Tim Rayborn has a new queer urban fantasy out, sequel to Qwyrk: Lluck. And there’s a giveaway!
All Qwyrk wanted was a few winter days of rest of and relaxation in the small town of Knettles in Yorkshire, but of course, it all goes wrong immediately. She wants to spend time and with her young human friend, Jilly, but Jilly and her not-so-imaginary friend blip have just met a remarkable boy named Lluck, who seems to be able to bend events to his favor.
Lluck is on the run from some awful and obnoxious goblins. On top of that, Qwyrk meets a mysterious and beguiling woman, who’s also looking for the boy. And in the dark, something wants Lluck for itself, but why?
Tim is giving away an Amazon gift card with this tour:
“I’ll be dead in a few seconds… or worse.”
Still, he kept running, plowing through snowy lanes, stumbling more than once on wet cobblestones blanketed in a thin sheet of slippery ice and powder. His breathing was furious, his heart pounded, and he knew he was running out of time. He sprinted back out to a main street and worked his way through thronging crowds of holiday shoppers, trying to hide in their numbers.
“Blend in, shake them off!” But he knew his pursuers weren’t interested in these people; they were only after him. He ducked into another alleyway, sped for the exit on the other side, and almost crashed into a padlocked gate.
“No!” He slammed the bars with his fists.
They were near; he could smell them, like bad fast food and garbage, with a hint of cheap cologne. But he tried pulling on the lock, and sure enough, it came loose. He laughed and opened the gate. Dashing through, he shut it behind him and relocked it.
“Have fun with that, you knobs!”
He turned around and there they were: grotesque, lumpy goblin creatures with mottled grey skin, bulbous noses, and large, pointy ears. They were mostly bald, except for some wiry black curls under said ears. Their snarling grins revealed bared, off-white crooked teeth. Beady yellow eyes completed the
“Well, well, what ‘ave we got ‘ere?” the larger one grumbled.
“Looks like a lost waif in need of some assistance to get to where he’s goin’,” the other replied.
“I’m not going with you, you tossers!” he shouted, defiant. He raised his fists in front of him. They just laughed.
“You gonna take us on in a fist fight, little boy?” the big one mocked. “That oughta be entertaining. Maybe I’ll even let you get in a blow or two in before I mash your pretty face into the pavement!”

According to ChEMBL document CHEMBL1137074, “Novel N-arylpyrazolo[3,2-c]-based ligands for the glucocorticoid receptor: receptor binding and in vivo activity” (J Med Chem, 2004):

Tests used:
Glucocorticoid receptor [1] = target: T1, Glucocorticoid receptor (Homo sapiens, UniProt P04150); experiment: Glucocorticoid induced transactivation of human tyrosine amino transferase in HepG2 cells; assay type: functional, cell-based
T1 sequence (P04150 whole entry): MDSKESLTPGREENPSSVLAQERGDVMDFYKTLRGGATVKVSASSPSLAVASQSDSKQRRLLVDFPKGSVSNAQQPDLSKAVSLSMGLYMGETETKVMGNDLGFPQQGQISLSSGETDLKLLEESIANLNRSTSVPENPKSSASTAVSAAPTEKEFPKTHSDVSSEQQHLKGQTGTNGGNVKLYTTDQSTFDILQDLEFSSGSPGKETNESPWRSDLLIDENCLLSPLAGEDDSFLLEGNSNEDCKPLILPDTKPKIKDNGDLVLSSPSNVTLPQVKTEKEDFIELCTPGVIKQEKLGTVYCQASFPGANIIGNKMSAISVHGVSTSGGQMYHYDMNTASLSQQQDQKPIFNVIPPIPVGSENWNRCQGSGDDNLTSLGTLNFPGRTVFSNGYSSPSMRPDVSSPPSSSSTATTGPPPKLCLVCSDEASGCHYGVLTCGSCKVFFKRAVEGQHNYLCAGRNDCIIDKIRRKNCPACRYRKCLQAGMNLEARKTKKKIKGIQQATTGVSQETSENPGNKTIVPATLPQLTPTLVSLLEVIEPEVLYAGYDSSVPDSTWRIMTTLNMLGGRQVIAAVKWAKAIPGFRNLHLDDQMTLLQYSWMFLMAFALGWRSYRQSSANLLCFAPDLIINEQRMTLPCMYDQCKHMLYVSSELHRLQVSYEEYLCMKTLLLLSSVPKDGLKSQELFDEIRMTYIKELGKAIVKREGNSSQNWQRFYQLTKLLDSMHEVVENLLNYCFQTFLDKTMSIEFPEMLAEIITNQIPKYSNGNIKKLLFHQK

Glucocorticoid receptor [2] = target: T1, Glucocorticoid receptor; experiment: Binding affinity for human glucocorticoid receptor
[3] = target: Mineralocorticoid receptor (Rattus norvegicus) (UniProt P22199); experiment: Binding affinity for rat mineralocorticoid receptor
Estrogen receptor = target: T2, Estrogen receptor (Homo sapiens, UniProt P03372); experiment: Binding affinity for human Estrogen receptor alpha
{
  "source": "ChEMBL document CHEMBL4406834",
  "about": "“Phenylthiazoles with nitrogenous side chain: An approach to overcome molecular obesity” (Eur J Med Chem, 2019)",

“Oh, I won’t fight you, you miserable troll! I’m just getting ready.”
“Ready for what, lambkin?” the smaller one sneered.
“For this!” He threw his open hands forward in one jerking motion, and at once, both fell on their behinds, slid on the ice, and smacked their heads on the stones. They groaned, but didn’t get back up. He stepped over them (well, on them really, just to make a point; he might have even dug his boot heels in a bit) and made his way back to the crowds.
Once on the main street, he looked around and saw the town hall in the distance, with its multitudes packed in to celebrate the holiday festivities.
“All those people milling about; you can lose them there. Then get the hell out of here and head south.”
He paused, took a deep breath, and ran again.
* * *
“I do love a good festive celebration!” Blip announced. Resembling a bipedal frog sporting a handlebar moustache and a proper Victorian-style mutton chop beard, he strolled along the pavement in his Regency riding boots, while swinging an ornate walking stick, every so often accidentally hitting a passerby and eliciting an astonished yelp. A red, woolen scarf wrapped snugly around his short, froggy neck completed the ensemble.
“I love it too! It’s so much grander than the one in Knettles,” Jilly Pleeth said in a hushed voice. She looked down at him, quite grateful that a magical two-foot creature who liked to expound on nineteenth-century philosophy couldn’t be seen or heard by anyone over the age of thirteen, give or take a bit. Of course, there were plenty of children about, a few of whom gasped and stared; but most ignored him, being far more fascinated by the lights of the Leeds Christmas market, the aromas of cinnamon, nutmeg, and chocolate, the sounds of carols and stall hawkers, and the general merriment of the season. It was all rather like one of those displays in a department store window, but larger, louder, and less garish.
“We’ll have to keep an eye on the time, though,” she continued. “I need to meet mum and dad back at the train station in about an hour. They’ll be done with their stupid real estate meeting and keen to get back home before it gets too dark.”
“Come, come, my dear, no need to be so reserved, at least not in this instance! It’s the holidays, and the day of your birth is also upon us—twelve years!—so just this once, it is entirely satisfactory that we kick up our proverbial heels and live a bit. The holiday market is splendidly arrayed in front of us, a fine old tradition that I am glad to see being kept alive. So, throw caution to the wind, and embrace the revelry!”
“Oh, it’s not that,” she whispered. “It’s just, since most people can’t see you, I look like I’m talking to myself, like I’m a bit mad.”